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Sustainability and Design

Planning consultant David Kemp BSc (Hons) MRICS Barrister* (*non-practising) and Director at DRK Planning Ltd, comments

On 30 January 2021, the Government published three new documents for consultation:  the revised National Planning Policy Framework, the National Model Design Code and Guidance Notes for the Model Design Code.

The latter two documents run to nearly 150 pages. For those looking to understand the direction of national planning policy and prepare for planning applications and PD applications for extra storeys to existing buildings (architects, developers, planners), they will make essential reading (or for others having difficulty sleeping at night!).

This month, I look at the key changes around these documents and in particular an overview of the new National Design Code and what it seeks to achieve.

Changes to the National Planning Policy Framework (NPPF)
The Government is proposing a number of key changes around the NPPF, which has been revised periodically since its introduction in 2012:

  • Greater emphasis on carbon-reduction through development and greater environmental sustainability.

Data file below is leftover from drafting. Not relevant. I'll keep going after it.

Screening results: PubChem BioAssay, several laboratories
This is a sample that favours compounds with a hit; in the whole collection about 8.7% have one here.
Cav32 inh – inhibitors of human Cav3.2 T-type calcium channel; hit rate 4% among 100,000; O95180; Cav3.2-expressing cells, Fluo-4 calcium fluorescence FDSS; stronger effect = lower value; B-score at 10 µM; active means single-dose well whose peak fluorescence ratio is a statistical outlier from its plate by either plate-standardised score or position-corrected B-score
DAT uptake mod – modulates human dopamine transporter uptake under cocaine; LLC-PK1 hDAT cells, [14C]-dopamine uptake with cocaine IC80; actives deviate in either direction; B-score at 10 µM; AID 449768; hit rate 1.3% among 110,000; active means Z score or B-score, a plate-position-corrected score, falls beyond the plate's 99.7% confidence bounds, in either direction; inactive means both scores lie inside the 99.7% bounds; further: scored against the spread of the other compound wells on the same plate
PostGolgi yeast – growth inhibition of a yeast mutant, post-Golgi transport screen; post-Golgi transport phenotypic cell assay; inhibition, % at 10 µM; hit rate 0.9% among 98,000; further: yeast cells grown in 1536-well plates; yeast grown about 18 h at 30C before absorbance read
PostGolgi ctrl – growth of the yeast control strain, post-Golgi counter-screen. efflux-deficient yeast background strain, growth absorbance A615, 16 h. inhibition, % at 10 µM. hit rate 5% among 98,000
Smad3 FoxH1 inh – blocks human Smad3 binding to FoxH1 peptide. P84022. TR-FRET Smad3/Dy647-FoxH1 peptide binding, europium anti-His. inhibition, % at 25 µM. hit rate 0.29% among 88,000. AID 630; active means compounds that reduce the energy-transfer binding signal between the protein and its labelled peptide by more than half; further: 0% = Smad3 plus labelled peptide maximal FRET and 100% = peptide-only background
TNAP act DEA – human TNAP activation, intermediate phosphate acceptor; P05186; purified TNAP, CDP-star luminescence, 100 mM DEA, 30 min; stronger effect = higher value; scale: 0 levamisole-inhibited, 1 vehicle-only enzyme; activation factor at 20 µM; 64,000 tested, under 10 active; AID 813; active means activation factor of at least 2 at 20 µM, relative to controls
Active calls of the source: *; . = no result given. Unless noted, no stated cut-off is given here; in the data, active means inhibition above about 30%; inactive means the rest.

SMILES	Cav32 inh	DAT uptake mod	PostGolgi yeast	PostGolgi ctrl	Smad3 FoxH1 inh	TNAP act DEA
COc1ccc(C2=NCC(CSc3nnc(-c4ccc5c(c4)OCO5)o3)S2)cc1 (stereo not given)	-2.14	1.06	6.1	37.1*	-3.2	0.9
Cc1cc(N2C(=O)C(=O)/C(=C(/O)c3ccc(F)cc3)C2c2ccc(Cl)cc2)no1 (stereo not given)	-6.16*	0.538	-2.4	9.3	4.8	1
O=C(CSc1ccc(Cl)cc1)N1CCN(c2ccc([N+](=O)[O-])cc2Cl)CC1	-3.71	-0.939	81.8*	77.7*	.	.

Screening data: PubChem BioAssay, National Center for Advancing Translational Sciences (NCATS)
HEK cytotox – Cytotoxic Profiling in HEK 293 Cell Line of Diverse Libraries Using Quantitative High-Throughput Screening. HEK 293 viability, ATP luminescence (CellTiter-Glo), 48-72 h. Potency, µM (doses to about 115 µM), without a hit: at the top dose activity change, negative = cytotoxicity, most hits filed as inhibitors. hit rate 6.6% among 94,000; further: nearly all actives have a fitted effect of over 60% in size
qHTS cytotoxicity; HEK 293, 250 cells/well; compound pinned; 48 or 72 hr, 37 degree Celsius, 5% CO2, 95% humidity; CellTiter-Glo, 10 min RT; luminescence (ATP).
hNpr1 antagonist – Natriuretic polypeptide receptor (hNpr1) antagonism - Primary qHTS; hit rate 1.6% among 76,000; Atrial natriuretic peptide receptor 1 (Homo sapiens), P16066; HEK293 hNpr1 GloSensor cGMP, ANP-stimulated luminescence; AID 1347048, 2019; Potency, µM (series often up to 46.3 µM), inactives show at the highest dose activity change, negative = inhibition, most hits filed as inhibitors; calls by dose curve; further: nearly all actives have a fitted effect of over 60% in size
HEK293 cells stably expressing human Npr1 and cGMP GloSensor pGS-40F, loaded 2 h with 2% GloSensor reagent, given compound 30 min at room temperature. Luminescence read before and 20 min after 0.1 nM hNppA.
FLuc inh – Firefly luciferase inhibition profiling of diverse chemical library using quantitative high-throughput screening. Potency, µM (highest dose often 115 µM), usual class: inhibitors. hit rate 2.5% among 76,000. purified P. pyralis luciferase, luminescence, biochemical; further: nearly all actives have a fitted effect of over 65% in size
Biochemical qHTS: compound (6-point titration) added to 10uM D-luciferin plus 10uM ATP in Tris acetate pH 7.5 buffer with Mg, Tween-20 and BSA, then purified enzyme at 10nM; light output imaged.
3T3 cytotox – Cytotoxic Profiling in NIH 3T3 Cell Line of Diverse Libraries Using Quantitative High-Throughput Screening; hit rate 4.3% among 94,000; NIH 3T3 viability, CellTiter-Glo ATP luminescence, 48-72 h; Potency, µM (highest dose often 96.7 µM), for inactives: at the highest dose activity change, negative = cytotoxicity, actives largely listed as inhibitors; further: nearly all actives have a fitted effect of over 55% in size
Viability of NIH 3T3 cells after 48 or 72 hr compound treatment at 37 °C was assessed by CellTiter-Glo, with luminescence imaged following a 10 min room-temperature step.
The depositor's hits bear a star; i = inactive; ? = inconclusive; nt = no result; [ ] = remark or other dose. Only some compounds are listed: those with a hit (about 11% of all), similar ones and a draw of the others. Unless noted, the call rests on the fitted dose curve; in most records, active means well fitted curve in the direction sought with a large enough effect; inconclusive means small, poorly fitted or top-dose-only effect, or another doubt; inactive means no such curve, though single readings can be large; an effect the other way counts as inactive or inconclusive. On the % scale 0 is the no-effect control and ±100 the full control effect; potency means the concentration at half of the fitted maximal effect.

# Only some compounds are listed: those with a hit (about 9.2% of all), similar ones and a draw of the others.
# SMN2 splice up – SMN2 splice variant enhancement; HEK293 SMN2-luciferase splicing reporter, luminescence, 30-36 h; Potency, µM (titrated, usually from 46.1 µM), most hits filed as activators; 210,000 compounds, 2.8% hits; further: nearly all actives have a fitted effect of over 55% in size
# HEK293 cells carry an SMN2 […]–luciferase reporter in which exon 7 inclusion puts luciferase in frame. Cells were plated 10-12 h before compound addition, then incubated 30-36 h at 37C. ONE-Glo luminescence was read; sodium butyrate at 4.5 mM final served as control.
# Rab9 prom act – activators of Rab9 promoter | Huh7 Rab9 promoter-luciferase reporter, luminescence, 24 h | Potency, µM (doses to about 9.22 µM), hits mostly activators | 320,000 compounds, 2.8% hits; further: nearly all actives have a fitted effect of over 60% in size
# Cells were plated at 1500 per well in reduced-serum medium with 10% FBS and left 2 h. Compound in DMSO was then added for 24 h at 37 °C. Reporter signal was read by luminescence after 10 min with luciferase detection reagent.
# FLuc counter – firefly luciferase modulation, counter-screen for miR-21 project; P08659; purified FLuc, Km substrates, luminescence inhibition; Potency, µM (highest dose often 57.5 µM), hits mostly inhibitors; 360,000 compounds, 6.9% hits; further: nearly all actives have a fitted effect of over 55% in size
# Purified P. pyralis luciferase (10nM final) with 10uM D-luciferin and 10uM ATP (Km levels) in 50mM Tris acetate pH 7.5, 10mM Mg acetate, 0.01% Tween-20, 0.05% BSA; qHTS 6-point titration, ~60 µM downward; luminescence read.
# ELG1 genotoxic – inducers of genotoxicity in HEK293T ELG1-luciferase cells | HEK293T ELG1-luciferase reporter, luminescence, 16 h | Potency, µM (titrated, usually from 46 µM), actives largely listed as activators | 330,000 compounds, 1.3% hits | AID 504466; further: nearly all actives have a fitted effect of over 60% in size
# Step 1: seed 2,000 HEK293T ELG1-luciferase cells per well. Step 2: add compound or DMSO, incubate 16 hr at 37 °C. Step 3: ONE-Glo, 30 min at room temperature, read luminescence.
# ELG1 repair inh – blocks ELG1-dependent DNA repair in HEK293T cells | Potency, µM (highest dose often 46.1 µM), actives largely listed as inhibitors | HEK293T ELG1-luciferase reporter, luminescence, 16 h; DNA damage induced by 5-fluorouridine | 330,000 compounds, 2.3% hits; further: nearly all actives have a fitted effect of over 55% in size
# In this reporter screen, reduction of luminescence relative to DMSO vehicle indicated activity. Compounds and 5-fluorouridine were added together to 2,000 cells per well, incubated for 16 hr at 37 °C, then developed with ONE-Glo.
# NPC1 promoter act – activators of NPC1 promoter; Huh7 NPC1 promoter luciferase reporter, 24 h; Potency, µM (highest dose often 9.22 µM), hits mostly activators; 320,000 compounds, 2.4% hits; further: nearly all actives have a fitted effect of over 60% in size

• More emphasis on better design and achieving more ‘beautiful’ buildings, reflecting the direction of planning policy towards more ‘pattern book development’ and the implementation in future of local design codes.
  • A high policy test the Councils need to hurdle before using Article 4 Directions to withdraw PD rights for change of use to residential.
  • Other changes around policy on flood risk and the removal of monuments, plaques and statues of historic significance.

The NPPF sets out the national policy context for local authorities in terms of their local policies. They can depart from it where local need or evidence supports a departure, but it is normally followed. It is the ‘high level’ starting point for local policy objectives.

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